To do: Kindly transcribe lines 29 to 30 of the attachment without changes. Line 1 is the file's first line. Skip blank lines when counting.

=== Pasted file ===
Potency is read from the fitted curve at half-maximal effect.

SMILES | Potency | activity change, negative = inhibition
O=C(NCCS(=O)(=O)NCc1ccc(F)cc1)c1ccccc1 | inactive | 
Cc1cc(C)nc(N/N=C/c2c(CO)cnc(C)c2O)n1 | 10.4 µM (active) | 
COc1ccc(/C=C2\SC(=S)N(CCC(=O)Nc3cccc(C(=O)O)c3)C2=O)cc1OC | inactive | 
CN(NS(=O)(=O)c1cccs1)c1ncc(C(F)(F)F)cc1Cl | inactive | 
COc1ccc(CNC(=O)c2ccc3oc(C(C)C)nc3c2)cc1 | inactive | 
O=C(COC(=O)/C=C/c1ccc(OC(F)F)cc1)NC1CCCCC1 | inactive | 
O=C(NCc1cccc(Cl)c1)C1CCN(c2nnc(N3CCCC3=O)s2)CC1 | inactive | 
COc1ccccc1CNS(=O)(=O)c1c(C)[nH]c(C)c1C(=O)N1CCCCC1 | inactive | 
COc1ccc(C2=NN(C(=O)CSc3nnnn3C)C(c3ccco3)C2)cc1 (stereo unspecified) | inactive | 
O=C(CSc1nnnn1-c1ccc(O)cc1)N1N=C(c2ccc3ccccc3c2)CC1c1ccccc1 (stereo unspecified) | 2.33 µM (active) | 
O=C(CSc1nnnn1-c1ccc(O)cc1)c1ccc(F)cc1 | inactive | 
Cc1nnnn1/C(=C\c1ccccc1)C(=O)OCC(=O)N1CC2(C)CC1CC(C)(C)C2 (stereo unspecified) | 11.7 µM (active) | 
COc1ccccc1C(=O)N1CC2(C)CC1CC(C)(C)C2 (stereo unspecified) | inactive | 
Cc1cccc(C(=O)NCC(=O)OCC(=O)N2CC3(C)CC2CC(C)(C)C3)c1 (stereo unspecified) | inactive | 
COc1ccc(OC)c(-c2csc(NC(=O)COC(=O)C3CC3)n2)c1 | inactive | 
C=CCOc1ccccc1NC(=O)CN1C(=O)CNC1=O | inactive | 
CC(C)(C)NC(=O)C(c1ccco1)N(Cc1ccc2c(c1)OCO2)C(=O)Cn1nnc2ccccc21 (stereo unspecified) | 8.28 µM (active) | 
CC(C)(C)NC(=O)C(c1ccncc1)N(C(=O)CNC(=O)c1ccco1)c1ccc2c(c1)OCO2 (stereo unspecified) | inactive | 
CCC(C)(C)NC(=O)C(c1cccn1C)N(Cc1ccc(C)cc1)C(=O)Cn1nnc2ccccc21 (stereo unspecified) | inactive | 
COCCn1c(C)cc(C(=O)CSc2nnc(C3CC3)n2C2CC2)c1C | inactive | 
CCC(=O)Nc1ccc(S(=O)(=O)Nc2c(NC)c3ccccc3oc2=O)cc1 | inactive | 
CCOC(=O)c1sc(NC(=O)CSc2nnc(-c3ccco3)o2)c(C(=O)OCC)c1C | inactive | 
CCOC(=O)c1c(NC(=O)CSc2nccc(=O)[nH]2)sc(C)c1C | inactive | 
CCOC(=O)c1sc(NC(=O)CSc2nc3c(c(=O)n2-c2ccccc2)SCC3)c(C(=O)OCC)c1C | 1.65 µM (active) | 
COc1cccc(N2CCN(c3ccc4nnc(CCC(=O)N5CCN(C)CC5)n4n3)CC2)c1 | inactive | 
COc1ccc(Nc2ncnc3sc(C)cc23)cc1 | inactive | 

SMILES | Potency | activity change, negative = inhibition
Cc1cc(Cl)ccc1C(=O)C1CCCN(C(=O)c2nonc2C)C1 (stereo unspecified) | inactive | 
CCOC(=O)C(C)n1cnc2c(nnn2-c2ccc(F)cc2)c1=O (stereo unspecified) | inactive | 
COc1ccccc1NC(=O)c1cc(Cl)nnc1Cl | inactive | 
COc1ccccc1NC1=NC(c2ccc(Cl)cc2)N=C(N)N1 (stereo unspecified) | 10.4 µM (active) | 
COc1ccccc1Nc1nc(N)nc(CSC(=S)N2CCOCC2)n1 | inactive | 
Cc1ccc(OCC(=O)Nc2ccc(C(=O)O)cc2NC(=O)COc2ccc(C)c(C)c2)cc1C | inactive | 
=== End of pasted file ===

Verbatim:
SMILES | Potency | activity change, negative = inhibition
Cc1cc(Cl)ccc1C(=O)C1CCCN(C(=O)c2nonc2C)C1 (stereo unspecified) | inactive | 